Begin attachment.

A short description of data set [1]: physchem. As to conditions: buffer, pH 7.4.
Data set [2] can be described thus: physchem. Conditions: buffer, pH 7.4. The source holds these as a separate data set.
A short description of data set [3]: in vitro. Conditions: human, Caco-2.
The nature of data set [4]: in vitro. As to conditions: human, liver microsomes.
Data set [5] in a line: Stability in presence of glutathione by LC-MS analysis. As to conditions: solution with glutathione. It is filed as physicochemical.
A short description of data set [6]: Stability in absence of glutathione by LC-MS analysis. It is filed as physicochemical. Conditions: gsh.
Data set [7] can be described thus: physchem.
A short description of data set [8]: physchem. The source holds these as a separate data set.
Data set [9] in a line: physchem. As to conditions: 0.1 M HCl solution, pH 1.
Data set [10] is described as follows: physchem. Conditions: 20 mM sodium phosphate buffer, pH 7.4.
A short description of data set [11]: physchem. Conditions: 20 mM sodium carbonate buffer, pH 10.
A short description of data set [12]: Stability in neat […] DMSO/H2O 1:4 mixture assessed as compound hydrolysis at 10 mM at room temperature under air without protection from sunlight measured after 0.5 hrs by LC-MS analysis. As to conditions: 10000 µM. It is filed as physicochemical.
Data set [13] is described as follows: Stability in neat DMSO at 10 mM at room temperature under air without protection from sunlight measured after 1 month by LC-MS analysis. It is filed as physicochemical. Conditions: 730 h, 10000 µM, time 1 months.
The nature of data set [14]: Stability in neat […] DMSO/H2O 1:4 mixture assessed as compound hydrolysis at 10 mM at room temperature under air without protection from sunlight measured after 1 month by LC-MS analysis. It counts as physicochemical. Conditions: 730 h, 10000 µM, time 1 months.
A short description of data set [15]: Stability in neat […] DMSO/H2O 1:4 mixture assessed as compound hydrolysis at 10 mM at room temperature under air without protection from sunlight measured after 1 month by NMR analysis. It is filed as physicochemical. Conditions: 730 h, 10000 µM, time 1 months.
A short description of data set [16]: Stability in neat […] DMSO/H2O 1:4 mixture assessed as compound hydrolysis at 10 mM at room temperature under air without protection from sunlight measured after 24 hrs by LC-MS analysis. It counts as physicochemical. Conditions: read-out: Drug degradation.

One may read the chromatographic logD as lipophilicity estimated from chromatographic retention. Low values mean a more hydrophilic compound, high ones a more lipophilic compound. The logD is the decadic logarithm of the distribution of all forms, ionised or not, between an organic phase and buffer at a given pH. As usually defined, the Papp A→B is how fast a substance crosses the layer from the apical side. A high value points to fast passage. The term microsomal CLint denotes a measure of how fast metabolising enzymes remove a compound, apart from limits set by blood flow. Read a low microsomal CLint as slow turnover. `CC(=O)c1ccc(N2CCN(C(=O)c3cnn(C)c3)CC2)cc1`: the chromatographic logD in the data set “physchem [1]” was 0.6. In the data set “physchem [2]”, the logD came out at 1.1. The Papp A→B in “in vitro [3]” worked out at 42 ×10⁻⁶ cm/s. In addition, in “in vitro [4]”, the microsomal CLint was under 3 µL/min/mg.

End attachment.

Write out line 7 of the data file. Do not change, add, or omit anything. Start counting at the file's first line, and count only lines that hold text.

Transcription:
Data set [7] can be described thus: physchem.